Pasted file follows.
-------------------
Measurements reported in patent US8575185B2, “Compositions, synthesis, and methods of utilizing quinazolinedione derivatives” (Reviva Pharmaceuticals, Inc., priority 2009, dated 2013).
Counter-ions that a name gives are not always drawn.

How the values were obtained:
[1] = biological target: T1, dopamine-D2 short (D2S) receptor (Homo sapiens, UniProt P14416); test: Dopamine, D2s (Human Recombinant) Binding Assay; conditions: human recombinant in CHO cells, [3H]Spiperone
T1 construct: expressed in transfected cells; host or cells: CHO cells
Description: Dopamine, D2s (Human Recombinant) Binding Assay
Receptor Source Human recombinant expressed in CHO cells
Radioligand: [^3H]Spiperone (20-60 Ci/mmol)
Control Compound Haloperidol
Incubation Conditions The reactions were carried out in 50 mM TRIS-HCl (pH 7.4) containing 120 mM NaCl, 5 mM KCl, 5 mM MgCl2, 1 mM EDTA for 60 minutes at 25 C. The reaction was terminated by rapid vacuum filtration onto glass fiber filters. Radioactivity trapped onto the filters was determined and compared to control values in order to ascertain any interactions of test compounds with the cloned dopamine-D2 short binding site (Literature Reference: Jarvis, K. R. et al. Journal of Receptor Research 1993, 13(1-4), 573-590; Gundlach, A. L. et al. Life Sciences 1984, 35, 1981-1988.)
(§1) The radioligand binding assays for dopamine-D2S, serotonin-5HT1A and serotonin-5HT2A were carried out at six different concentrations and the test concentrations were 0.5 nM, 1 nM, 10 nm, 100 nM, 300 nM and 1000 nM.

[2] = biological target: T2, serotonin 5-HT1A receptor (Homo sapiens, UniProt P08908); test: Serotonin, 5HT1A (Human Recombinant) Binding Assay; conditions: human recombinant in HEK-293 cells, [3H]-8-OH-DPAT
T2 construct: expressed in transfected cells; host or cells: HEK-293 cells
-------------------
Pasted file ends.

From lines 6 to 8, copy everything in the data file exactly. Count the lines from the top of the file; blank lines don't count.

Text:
Description: Dopamine, D2s (Human Recombinant) Binding Assay
Receptor Source Human recombinant expressed in CHO cells
Radioligand: [^3H]Spiperone (20-60 Ci/mmol)